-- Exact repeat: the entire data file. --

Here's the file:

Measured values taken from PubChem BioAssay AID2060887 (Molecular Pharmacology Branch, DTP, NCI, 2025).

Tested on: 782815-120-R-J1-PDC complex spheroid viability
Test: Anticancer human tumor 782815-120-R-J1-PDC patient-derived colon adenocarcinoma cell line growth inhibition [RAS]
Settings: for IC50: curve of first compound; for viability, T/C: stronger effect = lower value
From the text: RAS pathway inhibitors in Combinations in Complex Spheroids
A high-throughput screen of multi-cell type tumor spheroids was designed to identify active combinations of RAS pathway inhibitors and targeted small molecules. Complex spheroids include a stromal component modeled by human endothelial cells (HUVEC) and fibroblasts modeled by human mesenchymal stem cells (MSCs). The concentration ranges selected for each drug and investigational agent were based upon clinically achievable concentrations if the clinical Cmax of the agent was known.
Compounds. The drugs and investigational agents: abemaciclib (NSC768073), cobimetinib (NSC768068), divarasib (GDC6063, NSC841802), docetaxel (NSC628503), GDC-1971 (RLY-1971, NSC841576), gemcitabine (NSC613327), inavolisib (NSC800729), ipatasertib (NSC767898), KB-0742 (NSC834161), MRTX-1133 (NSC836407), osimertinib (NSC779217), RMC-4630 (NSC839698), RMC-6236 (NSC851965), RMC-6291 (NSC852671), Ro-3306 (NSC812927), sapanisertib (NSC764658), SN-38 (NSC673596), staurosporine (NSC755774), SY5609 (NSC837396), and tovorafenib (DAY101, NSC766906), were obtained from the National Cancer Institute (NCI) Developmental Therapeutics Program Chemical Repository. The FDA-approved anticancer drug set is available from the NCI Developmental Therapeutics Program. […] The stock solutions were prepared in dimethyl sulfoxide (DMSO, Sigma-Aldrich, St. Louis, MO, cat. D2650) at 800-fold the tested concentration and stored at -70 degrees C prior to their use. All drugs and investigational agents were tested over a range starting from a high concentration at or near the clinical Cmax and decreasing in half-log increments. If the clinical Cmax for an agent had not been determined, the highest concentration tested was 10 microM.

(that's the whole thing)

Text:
Measured values taken from PubChem BioAssay AID2060887 (Molecular Pharmacology Branch, DTP, NCI, 2025).

Tested on: 782815-120-R-J1-PDC complex spheroid viability
Test: Anticancer human tumor 782815-120-R-J1-PDC patient-derived colon adenocarcinoma cell line growth inhibition [RAS]
Settings: for IC50: curve of first compound; for viability, T/C: stronger effect = lower value
From the text: RAS pathway inhibitors in Combinations in Complex Spheroids
A high-throughput screen of multi-cell type tumor spheroids was designed to identify active combinations of RAS pathway inhibitors and targeted small molecules. Complex spheroids include a stromal component modeled by human endothelial cells (HUVEC) and fibroblasts modeled by human mesenchymal stem cells (MSCs). The concentration ranges selected for each drug and investigational agent were based upon clinically achievable concentrations if the clinical Cmax of the agent was known.
Compounds. The drugs and investigational agents: abemaciclib (NSC768073), cobimetinib (NSC768068), divarasib (GDC6063, NSC841802), docetaxel (NSC628503), GDC-1971 (RLY-1971, NSC841576), gemcitabine (NSC613327), inavolisib (NSC800729), ipatasertib (NSC767898), KB-0742 (NSC834161), MRTX-1133 (NSC836407), osimertinib (NSC779217), RMC-4630 (NSC839698), RMC-6236 (NSC851965), RMC-6291 (NSC852671), Ro-3306 (NSC812927), sapanisertib (NSC764658), SN-38 (NSC673596), staurosporine (NSC755774), SY5609 (NSC837396), and tovorafenib (DAY101, NSC766906), were obtained from the National Cancer Institute (NCI) Developmental Therapeutics Program Chemical Repository. The FDA-approved anticancer drug set is available from the NCI Developmental Therapeutics Program. […] The stock solutions were prepared in dimethyl sulfoxide (DMSO, Sigma-Aldrich, St. Louis, MO, cat. D2650) at 800-fold the tested concentration and stored at -70 degrees C prior to their use. All drugs and investigational agents were tested over a range starting from a high concentration at or near the clinical Cmax and decreasing in half-log increments. If the clinical Cmax for an agent had not been determined, the highest concentration tested was 10 microM.